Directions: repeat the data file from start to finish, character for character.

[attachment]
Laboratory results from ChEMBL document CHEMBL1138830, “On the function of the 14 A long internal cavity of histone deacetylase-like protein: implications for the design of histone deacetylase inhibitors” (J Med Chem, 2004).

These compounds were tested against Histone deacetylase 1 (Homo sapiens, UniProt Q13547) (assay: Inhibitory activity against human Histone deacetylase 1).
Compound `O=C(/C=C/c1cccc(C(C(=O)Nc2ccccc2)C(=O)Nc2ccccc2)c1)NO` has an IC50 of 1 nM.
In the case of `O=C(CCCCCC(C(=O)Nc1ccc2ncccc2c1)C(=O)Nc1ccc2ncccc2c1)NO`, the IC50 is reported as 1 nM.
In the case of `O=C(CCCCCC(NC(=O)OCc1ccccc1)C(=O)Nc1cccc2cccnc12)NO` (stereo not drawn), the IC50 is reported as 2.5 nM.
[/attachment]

Laboratory results from ChEMBL document CHEMBL1138830, “On the function of the 14 A long internal cavity of histone deacetylase-like protein: implications for the design of histone deacetylase inhibitors” (J Med Chem, 2004).

These compounds were tested against Histone deacetylase 1 (Homo sapiens, UniProt Q13547) (assay: Inhibitory activity against human Histone deacetylase 1).
Compound `O=C(/C=C/c1cccc(C(C(=O)Nc2ccccc2)C(=O)Nc2ccccc2)c1)NO` has an IC50 of 1 nM.
In the case of `O=C(CCCCCC(C(=O)Nc1ccc2ncccc2c1)C(=O)Nc1ccc2ncccc2c1)NO`, the IC50 is reported as 1 nM.
In the case of `O=C(CCCCCC(NC(=O)OCc1ccccc1)C(=O)Nc1cccc2cccnc12)NO` (stereo not drawn), the IC50 is reported as 2.5 nM.